Next up was Dr. Manuel Matas talking about Jewish psychiatrists. He began his talk by referring to the pejorative terms that used to be given to facilities where individuals with mental health issues were taken.  “Insane asylum” was the most commonly used term, although we all know other names as well.  In Manitoba, it was common for someone to say to someone, “I’m going to send you to Selkirk,” as a warning that needed no further elaboration.
While the Manitoba Medical College was established in 1883, Matas noted, it was not until 1954 that a Department of Psychiatry was formed. The first Jewish psychiatrist in Manitoba was Dr. John Matas, who also started the first psychiatric unit in a general hospital (St. Boniface).
Other notable psychiatrists Matas singled out for particular praise included: Dr. Harry Prosen (first Jewish head of the Department of Psychiatry in the Faculty of Medicine, 1975-87); Dr. Bill Bebchuk (second Jewish department head); Dr. Phil Katz – “a giant in his field” according to Matas (child and adolescent psychiatry); Dr. Harvey Chochinov (renowned palliative care expert); Dr. Murray Stein (expert in anxiety disorders); Dr. Will Fleisher (child & adolescent psychiatry); Dr. Fred Shane (forensic psychiatry); Dr. Michael Eleff (director of postgraduate education in psychiatry); Dr. Stan Yaren (program director, forensic psychiatry at Health Science Centre); and Dr. Mark Prober (director of faculty counseling services).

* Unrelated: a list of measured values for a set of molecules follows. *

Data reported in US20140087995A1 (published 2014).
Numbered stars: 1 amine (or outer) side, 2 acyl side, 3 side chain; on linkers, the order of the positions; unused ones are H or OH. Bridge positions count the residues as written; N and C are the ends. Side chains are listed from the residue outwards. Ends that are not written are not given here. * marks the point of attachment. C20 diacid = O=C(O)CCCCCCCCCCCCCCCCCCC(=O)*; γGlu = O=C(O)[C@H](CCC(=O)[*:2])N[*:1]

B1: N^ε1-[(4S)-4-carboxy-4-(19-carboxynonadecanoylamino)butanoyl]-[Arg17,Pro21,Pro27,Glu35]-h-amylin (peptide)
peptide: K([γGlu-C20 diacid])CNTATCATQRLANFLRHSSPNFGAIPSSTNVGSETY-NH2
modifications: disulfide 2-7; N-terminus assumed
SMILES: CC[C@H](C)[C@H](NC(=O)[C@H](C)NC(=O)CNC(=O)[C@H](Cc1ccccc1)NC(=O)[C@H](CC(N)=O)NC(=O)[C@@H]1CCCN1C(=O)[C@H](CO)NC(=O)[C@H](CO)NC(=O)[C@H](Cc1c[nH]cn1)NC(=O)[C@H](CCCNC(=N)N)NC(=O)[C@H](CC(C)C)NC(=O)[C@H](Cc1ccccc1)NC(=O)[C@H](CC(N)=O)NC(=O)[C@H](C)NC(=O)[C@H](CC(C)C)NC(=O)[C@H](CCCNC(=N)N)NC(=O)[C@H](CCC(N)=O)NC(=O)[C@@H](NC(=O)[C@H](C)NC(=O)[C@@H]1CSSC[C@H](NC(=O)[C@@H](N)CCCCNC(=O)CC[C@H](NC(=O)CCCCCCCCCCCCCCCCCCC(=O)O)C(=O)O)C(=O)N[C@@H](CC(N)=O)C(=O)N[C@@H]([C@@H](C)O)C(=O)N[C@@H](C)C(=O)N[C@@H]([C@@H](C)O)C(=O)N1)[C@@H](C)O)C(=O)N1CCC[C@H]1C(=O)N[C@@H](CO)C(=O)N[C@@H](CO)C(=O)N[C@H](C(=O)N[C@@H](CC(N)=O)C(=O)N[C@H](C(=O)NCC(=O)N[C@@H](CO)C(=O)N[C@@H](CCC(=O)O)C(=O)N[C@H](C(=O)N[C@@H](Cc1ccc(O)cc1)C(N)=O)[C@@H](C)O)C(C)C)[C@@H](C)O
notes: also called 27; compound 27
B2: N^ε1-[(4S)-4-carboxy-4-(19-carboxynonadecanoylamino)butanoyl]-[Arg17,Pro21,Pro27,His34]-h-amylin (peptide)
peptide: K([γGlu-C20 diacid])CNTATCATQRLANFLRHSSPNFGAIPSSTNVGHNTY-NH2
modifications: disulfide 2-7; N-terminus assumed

Manuel Matas spoke of the stigma attached to mental health issues. He referred to Prince Harry as one individual who has come forward to discuss his own trauma aa a result of having lost his mother – Princess Diana, when he was only 12.
“Harry wasn’t allowed to talk about her. He was on the verge of a complete breakdown until William told him to go for counseling,” Matas noted. Since then, he’s played a key role in bringing awareness of mental health issues to public attention.
Matas also referred to the typical stereotyping of psychiatrists in books, television and movies. He cited several instances of caricatures of psychiatrists, the most notorious being Hannibal Lechter.
As is the custom at these events, the names of all Jewish physicians in the specialty that is being discussed that evening were projected on to the screen. Matas produced one especially fascinating slide showing how many Jewish psychiatrist siblings  there have been in Manitoba over the years: Would you believe eight pairs of siblings have been in the profession?  By my count there were 25 other names shown on the screen, by the way.

The final presenter for the evening was Dr. Richard Boroditsky, talking about Ob/Gyn. Before launching into a recitation of Manitoba Jews who have been engaged in that particular practice, Boroditsky paid tribute to a famous Jewish doctor by the name of Ignaz Semmelweiss who lived in the 19th century and who, in Boroditsky’s description, saved more lives than any other doctor in history with three simple words: “Wash your hands.”